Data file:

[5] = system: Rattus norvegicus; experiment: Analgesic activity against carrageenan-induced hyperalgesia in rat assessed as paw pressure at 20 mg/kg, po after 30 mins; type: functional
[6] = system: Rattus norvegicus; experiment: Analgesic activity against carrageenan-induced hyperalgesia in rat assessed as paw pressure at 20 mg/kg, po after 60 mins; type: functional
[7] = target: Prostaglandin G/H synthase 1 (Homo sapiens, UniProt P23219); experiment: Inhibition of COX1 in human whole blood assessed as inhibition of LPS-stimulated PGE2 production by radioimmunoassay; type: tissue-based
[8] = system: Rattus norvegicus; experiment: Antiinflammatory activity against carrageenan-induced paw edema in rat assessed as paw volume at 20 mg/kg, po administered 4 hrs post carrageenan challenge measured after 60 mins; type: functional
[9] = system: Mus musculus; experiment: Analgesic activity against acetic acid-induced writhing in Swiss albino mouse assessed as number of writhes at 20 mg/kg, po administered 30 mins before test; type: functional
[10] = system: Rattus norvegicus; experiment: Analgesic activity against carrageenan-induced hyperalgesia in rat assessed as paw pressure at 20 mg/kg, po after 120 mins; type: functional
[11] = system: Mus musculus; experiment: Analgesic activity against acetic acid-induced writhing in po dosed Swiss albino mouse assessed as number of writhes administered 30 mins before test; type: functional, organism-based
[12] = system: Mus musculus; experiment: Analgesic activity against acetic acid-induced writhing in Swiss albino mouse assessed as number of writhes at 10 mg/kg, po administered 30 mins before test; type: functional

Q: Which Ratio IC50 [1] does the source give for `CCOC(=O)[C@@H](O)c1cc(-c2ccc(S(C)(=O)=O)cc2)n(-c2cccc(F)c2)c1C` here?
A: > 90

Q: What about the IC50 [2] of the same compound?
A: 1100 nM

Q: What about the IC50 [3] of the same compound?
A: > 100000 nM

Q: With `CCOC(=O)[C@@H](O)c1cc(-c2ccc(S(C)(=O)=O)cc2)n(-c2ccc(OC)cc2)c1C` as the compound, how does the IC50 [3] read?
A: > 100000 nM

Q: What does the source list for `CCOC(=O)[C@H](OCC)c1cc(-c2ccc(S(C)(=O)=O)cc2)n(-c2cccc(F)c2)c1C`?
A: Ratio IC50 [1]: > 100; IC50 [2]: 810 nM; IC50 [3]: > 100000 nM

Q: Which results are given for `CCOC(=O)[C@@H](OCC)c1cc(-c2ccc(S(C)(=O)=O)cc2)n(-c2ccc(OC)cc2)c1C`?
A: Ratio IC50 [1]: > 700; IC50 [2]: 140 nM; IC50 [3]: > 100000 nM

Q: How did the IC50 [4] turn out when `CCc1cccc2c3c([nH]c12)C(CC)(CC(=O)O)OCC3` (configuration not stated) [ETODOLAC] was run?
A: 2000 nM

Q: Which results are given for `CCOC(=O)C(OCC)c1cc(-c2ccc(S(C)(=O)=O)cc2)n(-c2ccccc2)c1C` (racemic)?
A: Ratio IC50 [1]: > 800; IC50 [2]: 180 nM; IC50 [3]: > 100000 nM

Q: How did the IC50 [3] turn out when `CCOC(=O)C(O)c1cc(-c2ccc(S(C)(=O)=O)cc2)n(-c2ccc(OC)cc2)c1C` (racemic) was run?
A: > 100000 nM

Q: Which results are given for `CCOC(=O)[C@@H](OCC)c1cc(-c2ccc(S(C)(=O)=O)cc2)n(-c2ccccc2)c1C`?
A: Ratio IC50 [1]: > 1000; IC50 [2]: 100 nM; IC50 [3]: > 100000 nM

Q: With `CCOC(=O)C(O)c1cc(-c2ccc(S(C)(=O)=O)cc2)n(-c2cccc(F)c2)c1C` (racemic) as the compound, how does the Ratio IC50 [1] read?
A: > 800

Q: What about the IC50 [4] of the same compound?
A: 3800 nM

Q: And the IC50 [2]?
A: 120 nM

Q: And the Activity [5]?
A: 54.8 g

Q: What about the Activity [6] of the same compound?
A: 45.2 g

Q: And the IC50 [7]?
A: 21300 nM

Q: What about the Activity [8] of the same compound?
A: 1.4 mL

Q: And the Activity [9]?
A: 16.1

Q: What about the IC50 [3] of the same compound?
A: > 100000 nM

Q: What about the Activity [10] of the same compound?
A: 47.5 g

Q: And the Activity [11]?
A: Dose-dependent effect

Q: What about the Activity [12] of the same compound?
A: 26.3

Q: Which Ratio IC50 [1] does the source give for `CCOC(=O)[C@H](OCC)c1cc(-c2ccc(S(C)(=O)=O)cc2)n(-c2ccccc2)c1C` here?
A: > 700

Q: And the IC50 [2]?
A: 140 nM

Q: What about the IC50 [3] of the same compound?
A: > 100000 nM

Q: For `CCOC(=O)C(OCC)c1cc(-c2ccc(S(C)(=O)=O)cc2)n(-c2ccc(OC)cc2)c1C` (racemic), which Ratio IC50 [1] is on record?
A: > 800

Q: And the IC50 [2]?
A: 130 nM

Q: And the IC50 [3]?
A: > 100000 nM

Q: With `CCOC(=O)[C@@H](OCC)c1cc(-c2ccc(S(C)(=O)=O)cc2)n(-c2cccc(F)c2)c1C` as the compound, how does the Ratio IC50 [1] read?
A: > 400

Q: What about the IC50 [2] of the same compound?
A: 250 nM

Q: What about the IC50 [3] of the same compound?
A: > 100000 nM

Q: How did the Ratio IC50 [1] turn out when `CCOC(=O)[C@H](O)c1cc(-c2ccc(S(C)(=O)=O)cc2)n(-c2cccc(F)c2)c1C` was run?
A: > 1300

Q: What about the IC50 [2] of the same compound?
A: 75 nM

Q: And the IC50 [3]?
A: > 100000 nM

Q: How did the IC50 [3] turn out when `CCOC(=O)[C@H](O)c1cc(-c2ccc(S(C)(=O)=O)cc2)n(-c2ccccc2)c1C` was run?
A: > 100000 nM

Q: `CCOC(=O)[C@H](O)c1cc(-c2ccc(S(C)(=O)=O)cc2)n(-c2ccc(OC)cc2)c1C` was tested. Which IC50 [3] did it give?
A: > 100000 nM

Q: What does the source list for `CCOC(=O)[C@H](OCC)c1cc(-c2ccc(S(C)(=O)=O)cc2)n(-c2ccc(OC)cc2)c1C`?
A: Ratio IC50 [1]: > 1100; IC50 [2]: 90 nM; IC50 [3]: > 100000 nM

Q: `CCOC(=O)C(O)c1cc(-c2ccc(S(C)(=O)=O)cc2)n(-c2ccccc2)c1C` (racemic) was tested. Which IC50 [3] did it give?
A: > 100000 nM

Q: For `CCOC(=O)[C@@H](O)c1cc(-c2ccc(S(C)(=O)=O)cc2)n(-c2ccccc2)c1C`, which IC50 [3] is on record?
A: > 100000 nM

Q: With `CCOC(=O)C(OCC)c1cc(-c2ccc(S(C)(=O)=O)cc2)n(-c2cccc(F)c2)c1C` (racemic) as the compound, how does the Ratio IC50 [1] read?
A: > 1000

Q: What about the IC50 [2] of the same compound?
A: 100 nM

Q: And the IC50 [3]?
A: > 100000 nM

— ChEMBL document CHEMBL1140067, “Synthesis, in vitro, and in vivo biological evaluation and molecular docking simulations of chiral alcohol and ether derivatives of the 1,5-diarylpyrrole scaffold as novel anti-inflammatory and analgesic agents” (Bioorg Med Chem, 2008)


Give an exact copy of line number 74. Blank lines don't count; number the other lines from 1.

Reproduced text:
A: 75 nM